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  • Since Apendiwe joined Vumilia Upathe, she has earned enough money to build a new home, and was recently voted vice-president of the group. “I enjoy the work I’m doing,” says Apendiwe. She plans to buy goats and build an enclosure for them, and put a better roof on the home where her mother lives. “When I am weaving… I feel good.”
    AKDN / Rosemary Quipp
Weaving a brighter future
The story of Apendiwe

Apendiwe Momade sits in the shade outside her home in rural Mozambique, next to a billowing pile of dried grass.  Her legs are outstretched on one of her homemade mats, her fingers a blur as she expertly twists the grass into intricate patterns.  For Apendiwe, learning to weave was just another household skill, passed down from generation to generation.

Apendiwe and her neighbours in Palma used to weave at home, alone or with a few friends.  But with support from Aga Khan Foundation, they opened a weaving workshop and started working together – and turned their talents into a profitable business.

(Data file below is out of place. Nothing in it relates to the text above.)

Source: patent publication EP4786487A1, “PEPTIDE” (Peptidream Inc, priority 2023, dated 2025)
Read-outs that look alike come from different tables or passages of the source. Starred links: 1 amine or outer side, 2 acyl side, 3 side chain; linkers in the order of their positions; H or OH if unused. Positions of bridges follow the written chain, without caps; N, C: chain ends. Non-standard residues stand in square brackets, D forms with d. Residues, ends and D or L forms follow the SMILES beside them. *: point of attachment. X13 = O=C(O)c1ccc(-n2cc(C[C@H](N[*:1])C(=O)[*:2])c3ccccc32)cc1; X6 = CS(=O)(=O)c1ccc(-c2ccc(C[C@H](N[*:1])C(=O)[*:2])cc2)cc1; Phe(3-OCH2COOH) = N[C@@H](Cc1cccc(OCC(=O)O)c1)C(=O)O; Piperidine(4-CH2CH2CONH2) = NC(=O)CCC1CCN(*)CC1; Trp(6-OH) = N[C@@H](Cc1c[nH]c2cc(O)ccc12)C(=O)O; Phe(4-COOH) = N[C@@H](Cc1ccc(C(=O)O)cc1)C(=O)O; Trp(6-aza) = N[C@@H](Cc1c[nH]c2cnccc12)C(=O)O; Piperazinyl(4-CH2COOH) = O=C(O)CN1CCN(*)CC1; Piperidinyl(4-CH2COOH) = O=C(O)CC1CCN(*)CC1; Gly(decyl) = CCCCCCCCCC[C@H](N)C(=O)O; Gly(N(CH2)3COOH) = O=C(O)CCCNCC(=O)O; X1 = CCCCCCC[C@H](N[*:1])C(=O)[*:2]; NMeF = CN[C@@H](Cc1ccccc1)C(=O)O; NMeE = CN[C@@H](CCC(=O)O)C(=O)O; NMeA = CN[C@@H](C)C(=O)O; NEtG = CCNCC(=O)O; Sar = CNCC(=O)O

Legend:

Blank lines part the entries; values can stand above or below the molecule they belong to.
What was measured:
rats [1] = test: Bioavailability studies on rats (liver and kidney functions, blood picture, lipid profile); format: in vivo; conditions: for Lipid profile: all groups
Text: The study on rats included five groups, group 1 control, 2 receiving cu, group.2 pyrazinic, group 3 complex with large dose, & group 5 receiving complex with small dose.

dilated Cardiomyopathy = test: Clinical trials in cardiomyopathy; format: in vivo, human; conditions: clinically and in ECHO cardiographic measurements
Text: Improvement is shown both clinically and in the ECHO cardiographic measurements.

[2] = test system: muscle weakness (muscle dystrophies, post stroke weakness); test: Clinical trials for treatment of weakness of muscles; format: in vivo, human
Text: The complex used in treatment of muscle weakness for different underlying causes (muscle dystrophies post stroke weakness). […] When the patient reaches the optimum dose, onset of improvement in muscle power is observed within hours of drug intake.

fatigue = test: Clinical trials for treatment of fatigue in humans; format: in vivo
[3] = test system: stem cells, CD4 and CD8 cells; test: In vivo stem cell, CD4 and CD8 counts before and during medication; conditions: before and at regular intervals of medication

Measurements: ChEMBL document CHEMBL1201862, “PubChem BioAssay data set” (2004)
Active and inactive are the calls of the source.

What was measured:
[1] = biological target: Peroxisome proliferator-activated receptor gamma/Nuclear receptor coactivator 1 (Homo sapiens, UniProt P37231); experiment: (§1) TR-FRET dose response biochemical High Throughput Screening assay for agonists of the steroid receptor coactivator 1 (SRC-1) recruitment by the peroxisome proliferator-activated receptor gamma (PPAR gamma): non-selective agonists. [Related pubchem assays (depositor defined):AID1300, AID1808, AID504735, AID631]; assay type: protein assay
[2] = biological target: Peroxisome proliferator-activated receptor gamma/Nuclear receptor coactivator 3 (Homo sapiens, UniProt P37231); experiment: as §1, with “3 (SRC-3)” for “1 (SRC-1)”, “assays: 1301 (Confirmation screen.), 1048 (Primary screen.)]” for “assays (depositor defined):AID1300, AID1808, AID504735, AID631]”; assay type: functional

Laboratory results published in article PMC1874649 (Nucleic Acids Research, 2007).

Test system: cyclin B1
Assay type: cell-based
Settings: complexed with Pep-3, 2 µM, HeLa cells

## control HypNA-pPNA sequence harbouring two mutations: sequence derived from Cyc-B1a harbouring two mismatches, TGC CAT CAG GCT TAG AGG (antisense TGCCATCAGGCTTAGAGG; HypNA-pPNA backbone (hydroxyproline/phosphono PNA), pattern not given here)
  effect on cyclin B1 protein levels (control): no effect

Working together means the women of Vumilia Upathe can hire other people to collect the raw materials for their weaving, and can produce larger quantities of products to sell.  They were trained in the basics of business, as well as numeracy and literacy.

Since Apendiwe joined the group, she has earned enough money to build a new home, and was recently voted vice-president of the group.  “I enjoy the work I’m doing,” says Apendiwe.  She plans to buy goats and build an enclosure for them, and put a better roof on the home where her mother lives.  “When I am weaving… I feel good.”


Apendiwe and her neighbours in Palma used to weave at home, alone or with a few friends. But with support from Aga Khan Foundation, they opened a weaving workshop and started working together – and turned their talents into a profitable business.
Copyright: 
AKDN / Rosemary Quipp